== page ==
For nonlinear programming models, the primary underlying technique used by LINGO's optional nonlinear solver is based upon a Generalized Reduced Gradient (GRG) algorithm. However, to help get to a good feasible solution quickly, LINGO also incorporates Successive Linear Programming (SLP). The nonlinear solver takes advantage of sparsity for improved speed and more efficient memory usage. The Nonlinear license option is required to solve nonlinear models.
Local search solvers are generally designed to search only until they have identified a local optimum. If the model is non-convex, other local optima may exist that yield significantly better solutions. Rather than stopping after the first local optimum is found, the Global solver will search until the global optimum is confirmed. The Global solver converts the original non-convex, nonlinear problem into several convex, linear subproblems. Then, it uses the branch-and-bound technique to exhaustively search over these subproblems for the global solution. The Nonlinear and Global license options are required to utilize the global optimization capabilities.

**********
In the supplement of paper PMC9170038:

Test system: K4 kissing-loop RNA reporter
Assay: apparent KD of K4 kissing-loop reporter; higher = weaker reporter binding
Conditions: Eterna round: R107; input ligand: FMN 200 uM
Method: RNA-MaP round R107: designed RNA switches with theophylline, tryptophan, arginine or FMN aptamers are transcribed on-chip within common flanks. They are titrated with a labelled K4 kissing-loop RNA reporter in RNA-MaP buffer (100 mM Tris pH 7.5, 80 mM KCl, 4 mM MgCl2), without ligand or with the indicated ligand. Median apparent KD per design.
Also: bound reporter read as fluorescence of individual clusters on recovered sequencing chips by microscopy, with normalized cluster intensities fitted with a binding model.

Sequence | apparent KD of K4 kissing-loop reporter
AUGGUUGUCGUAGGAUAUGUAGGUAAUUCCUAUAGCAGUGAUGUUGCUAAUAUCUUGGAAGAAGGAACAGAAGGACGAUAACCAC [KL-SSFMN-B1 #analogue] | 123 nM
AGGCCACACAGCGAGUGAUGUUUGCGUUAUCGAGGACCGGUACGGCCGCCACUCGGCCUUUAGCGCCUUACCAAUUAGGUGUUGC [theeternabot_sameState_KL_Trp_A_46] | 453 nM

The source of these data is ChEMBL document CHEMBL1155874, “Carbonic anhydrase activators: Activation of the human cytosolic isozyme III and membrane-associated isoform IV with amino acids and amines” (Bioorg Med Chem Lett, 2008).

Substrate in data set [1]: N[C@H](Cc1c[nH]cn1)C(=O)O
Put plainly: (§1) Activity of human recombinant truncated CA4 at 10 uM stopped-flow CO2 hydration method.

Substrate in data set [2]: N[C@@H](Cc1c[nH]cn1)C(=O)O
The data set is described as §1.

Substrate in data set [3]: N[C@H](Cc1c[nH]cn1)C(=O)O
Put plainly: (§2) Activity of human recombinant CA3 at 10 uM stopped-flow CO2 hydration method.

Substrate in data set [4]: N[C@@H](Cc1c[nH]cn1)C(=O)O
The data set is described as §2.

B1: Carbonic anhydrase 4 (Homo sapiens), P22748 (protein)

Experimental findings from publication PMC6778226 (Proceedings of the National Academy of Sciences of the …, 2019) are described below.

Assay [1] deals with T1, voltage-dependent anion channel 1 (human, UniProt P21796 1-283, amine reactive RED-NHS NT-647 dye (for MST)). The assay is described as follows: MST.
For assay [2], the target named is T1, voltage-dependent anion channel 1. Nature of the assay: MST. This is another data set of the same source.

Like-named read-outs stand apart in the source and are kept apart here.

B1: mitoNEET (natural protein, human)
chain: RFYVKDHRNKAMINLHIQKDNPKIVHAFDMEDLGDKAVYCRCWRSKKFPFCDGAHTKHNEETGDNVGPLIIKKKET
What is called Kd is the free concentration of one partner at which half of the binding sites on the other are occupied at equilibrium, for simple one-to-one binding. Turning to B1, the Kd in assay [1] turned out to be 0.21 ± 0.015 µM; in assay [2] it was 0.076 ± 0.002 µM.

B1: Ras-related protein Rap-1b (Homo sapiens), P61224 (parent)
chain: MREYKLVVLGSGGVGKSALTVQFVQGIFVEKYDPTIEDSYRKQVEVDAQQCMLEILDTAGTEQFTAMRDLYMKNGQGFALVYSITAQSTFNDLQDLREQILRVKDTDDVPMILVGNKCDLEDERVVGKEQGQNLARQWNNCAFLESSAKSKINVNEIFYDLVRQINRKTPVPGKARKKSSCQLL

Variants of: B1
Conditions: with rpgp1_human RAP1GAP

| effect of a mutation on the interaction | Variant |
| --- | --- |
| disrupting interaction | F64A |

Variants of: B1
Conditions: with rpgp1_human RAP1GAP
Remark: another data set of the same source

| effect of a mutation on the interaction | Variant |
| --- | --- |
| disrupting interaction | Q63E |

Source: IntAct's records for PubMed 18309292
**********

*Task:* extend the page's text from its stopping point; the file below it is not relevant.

When limited time makes searching for the global optimum prohibitive, the Multistart solver can be a powerful tool for finding good solutions more quickly. This intelligently generates a set of candidate starting points in the solution space. Then, the general nonlinear solver intelligently selects a subset of these to initialize a series of local optimizations. For non-convex nonlinear models, the quality of the solution returned by the multistart solver will be superior to that of the general nonlinear solver. The Nonlinear and Global license options are required to utilize the multistart capabilties.